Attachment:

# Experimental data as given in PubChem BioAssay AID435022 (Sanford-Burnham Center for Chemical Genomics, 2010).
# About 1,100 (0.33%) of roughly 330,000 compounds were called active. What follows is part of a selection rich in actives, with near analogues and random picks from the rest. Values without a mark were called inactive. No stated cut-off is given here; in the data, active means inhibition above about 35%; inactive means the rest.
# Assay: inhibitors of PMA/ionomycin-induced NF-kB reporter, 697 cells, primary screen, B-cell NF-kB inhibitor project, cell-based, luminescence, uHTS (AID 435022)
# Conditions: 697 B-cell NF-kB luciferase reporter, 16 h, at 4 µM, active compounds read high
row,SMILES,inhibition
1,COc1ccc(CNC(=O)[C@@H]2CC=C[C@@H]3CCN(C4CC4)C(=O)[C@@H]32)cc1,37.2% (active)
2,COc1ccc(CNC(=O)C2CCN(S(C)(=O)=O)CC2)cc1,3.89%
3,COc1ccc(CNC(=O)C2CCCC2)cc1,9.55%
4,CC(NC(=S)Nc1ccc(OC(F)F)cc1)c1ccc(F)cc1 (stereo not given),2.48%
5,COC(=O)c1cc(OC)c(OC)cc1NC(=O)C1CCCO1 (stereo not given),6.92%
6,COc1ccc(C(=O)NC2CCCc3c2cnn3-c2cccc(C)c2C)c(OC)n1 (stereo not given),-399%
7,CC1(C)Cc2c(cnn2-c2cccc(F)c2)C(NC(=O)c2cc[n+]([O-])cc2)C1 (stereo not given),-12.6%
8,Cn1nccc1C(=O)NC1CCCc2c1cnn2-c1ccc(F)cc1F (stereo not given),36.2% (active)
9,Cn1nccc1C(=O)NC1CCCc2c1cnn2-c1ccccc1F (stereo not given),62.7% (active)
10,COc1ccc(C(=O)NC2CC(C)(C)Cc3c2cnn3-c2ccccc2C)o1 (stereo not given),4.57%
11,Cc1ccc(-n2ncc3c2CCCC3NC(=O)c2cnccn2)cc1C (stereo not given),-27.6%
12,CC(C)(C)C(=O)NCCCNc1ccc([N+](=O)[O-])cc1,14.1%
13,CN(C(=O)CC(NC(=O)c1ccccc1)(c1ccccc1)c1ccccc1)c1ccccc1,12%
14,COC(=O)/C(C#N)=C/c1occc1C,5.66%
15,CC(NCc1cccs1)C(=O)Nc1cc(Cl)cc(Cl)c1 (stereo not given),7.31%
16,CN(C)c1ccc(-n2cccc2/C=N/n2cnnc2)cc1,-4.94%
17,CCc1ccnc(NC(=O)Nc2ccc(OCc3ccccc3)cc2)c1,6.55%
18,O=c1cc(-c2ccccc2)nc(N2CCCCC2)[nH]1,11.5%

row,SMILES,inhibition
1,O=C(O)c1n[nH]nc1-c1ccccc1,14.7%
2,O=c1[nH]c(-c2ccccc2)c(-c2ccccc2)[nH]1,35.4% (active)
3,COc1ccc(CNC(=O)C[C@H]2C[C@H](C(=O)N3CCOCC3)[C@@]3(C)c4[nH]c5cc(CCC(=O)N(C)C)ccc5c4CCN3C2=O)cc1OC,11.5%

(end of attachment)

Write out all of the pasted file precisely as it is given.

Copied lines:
# Experimental data as given in PubChem BioAssay AID435022 (Sanford-Burnham Center for Chemical Genomics, 2010).
# About 1,100 (0.33%) of roughly 330,000 compounds were called active. What follows is part of a selection rich in actives, with near analogues and random picks from the rest. Values without a mark were called inactive. No stated cut-off is given here; in the data, active means inhibition above about 35%; inactive means the rest.
# Assay: inhibitors of PMA/ionomycin-induced NF-kB reporter, 697 cells, primary screen, B-cell NF-kB inhibitor project, cell-based, luminescence, uHTS (AID 435022)
# Conditions: 697 B-cell NF-kB luciferase reporter, 16 h, at 4 µM, active compounds read high
row,SMILES,inhibition
1,COc1ccc(CNC(=O)[C@@H]2CC=C[C@@H]3CCN(C4CC4)C(=O)[C@@H]32)cc1,37.2% (active)
2,COc1ccc(CNC(=O)C2CCN(S(C)(=O)=O)CC2)cc1,3.89%
3,COc1ccc(CNC(=O)C2CCCC2)cc1,9.55%
4,CC(NC(=S)Nc1ccc(OC(F)F)cc1)c1ccc(F)cc1 (stereo not given),2.48%
5,COC(=O)c1cc(OC)c(OC)cc1NC(=O)C1CCCO1 (stereo not given),6.92%
6,COc1ccc(C(=O)NC2CCCc3c2cnn3-c2cccc(C)c2C)c(OC)n1 (stereo not given),-399%
7,CC1(C)Cc2c(cnn2-c2cccc(F)c2)C(NC(=O)c2cc[n+]([O-])cc2)C1 (stereo not given),-12.6%
8,Cn1nccc1C(=O)NC1CCCc2c1cnn2-c1ccc(F)cc1F (stereo not given),36.2% (active)
9,Cn1nccc1C(=O)NC1CCCc2c1cnn2-c1ccccc1F (stereo not given),62.7% (active)
10,COc1ccc(C(=O)NC2CC(C)(C)Cc3c2cnn3-c2ccccc2C)o1 (stereo not given),4.57%
11,Cc1ccc(-n2ncc3c2CCCC3NC(=O)c2cnccn2)cc1C (stereo not given),-27.6%
12,CC(C)(C)C(=O)NCCCNc1ccc([N+](=O)[O-])cc1,14.1%
13,CN(C(=O)CC(NC(=O)c1ccccc1)(c1ccccc1)c1ccccc1)c1ccccc1,12%
14,COC(=O)/C(C#N)=C/c1occc1C,5.66%
15,CC(NCc1cccs1)C(=O)Nc1cc(Cl)cc(Cl)c1 (stereo not given),7.31%
16,CN(C)c1ccc(-n2cccc2/C=N/n2cnnc2)cc1,-4.94%
17,CCc1ccnc(NC(=O)Nc2ccc(OCc3ccccc3)cc2)c1,6.55%
18,O=c1cc(-c2ccccc2)nc(N2CCCCC2)[nH]1,11.5%

row,SMILES,inhibition
1,O=C(O)c1n[nH]nc1-c1ccccc1,14.7%
2,O=c1[nH]c(-c2ccccc2)c(-c2ccccc2)[nH]1,35.4% (active)
3,COc1ccc(CNC(=O)C[C@H]2C[C@H](C(=O)N3CCOCC3)[C@@]3(C)c4[nH]c5cc(CCC(=O)N(C)C)ccc5c4CCN3C2=O)cc1OC,11.5%